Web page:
Quit Smoking Committee looks to kick unhealthy habit

Melissa Scagliola

Looking around campus, it appears a lot of cigarette smoking goes on. Whether seeing people smoke on their walk between buildings or standing at the doors to the Carl Hansen Student Center, it looks as though there are mora smokers than non-smokers on campus.
The Quit Smoking Committee, chaired by Professor Ronald Rozett, is looking to educate, inform and encourage students to kick their habit of smoking.
The Quit Smoking Committee is made up of adults, including some members from the American Cancer Society. Visitors include university administration, university public affairs and students from the physical therapy and occupational therapy programs.
Professor Rozett has motivation behind his desire to encourage students to quit smoking.
“I’m a physician by background,” he said. “The number one recollection I have from when I first came to this campus is that there is more smoking on this campus then I’ve seen in a long time. I had a revelation that students smoke a lot and something needs to be done about it.”
The committee began in September 2001 and meets about once a month. The group is looking to find programs and resources to guide students in the quit smoking process. One project the committee is working on is building a web site attached to the Quinnipiac web site. This web site will be developed with the help of an e-commerce class.
Among various projects and ideas, the committee is attempting to work on publicizing the Department of Public Heath Quitline with the help of Quinnipiac’s Student Health Services.
The Quitline is a hotline telephone service in Connecticut used to provide resources for tobacco users. More information can be found about this support service for those looking to quit in Student Health Services.
The American Cancer Society annually sponsors the national known event the Great American Smokeout. This event occurs the third Thursday in November. This year it will fall on Nov. 21.
Traditionally, the committee began as a way to get smokers to quit smoking for the day. If smokers can quit smoking for the day there are usually hopes or pledges made to help smokers give up the habit permanently.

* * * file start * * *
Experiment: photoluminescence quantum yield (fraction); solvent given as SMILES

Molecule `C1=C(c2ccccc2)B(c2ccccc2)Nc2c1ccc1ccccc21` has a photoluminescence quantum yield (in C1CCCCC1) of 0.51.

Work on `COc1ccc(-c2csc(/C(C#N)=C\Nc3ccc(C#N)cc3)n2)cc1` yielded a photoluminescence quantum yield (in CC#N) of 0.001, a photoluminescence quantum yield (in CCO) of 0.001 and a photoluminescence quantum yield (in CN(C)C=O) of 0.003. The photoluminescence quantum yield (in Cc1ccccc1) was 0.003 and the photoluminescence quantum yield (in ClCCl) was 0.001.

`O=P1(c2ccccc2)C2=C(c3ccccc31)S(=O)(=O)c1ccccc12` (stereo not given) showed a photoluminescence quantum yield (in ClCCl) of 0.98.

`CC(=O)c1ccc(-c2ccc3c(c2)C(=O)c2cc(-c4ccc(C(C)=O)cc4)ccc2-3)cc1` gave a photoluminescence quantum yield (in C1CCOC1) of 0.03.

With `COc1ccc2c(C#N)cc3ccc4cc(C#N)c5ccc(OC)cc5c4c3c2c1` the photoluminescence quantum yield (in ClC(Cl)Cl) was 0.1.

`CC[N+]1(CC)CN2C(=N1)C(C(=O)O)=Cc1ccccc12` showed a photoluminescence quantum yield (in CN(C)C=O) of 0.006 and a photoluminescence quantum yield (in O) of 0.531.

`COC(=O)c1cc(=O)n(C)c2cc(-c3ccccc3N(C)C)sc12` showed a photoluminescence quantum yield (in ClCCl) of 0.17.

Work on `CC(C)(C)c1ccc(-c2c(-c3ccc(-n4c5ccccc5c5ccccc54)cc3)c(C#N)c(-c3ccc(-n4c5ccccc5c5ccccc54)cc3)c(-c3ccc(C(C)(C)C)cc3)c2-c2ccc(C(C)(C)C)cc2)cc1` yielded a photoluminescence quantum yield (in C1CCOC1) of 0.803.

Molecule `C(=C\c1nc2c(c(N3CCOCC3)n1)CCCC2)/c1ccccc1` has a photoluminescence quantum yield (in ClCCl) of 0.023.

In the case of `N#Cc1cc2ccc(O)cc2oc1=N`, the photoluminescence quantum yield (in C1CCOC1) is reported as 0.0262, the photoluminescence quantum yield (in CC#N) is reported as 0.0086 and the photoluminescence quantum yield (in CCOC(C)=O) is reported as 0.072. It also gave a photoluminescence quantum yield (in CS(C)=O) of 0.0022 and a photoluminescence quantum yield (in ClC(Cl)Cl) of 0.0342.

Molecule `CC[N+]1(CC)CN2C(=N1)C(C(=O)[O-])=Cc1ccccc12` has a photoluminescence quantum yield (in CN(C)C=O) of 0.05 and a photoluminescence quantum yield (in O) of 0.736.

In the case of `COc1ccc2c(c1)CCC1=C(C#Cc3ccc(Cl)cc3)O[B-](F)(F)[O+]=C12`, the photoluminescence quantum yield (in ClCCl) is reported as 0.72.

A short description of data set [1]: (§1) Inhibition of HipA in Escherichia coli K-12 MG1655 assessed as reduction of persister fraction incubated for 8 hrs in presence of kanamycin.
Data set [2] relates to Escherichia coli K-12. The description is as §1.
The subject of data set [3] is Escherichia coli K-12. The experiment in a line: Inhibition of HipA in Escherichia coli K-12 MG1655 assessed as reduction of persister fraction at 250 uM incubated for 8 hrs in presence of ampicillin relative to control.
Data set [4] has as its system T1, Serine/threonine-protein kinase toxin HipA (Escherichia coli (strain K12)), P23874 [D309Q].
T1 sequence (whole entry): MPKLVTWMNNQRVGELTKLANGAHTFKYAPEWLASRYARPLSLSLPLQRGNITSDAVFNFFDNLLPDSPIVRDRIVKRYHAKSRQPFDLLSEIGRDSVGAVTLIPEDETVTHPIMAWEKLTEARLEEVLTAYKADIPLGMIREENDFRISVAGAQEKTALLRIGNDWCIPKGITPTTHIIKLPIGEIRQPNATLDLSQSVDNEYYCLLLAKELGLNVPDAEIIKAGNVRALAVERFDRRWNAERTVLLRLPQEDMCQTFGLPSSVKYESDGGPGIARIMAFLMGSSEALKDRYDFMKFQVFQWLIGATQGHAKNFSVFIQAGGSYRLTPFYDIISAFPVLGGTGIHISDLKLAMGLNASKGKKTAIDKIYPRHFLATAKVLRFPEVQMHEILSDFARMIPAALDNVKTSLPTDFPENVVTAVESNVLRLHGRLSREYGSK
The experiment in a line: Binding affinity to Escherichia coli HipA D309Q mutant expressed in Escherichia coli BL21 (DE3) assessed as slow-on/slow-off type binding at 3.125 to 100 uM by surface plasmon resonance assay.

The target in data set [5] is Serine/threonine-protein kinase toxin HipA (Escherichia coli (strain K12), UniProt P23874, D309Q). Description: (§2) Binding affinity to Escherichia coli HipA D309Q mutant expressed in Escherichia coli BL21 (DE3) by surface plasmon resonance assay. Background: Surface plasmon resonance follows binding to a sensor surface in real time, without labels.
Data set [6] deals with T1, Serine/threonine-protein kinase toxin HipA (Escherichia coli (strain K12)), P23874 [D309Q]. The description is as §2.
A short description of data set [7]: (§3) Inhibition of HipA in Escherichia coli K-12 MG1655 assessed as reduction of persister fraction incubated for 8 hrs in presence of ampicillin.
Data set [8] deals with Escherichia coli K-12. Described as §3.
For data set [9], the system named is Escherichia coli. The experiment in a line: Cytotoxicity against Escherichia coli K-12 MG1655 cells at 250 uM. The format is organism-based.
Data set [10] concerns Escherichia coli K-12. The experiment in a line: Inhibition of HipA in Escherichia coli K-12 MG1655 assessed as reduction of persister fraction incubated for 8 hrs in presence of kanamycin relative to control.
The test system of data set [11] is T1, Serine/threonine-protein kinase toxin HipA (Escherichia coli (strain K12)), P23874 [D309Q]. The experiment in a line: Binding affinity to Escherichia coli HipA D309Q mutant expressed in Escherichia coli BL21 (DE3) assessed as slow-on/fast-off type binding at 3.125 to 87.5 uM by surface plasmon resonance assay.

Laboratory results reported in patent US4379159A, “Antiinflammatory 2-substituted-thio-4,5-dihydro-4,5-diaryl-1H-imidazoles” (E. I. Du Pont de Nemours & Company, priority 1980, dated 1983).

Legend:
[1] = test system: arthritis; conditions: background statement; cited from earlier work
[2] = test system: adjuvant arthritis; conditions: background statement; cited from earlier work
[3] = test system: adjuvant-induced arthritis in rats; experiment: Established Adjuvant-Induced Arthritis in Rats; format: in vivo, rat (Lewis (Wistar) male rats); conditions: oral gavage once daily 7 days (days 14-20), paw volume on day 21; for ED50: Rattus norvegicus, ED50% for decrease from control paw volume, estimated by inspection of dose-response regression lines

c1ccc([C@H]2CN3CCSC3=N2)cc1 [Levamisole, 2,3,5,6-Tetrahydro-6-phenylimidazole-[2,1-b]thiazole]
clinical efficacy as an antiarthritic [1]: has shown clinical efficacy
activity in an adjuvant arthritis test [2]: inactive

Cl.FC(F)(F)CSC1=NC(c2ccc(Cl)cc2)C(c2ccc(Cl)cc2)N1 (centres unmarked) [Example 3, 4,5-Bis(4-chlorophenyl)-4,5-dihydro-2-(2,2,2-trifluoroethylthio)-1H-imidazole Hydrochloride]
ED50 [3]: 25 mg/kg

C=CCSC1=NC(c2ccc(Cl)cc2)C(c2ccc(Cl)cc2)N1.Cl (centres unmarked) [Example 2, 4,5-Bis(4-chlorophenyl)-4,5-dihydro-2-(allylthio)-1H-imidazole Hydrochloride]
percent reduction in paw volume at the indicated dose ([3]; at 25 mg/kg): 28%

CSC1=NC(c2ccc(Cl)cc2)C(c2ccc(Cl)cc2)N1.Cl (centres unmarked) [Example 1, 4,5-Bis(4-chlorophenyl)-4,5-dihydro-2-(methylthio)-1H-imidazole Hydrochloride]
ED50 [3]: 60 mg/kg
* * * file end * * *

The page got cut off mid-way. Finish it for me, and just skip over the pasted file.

This year, Student Health Services will have a table set up in the Carl Hansen Student Center with information helping students quit.
The Quit Smoking Committee is continuously working on new projects and finding ideas to discourage smoking.
Programs that are in the works include the possibility of working with Griffin Hospital to find treatment and support for college age smokers in a program similar to the one the hospital has currently with high school students.
The committee is looking into areas that can be designated for smoking distance in relation to the entry of buildings.
Also included in the Quit Smoking Committee are students from a public relations research class who are conducting an anti-smoking campaign as a class project
Stephanie LeBow, along with two other students, is conducting a semester long anti-smoking campaign on campus. With the help of Professor Rozett and the committee, this group is conducting research on the topic, planning a focus group and making a survey to hand out to smokers on campus.
This project differs from the Quit Smoking Committee, but is supported with the information the committee provides this group.
“We hope that our campaign will be an on-going thing on campus and that we will be able to help smokers find help and ways to quit,” said LeBow.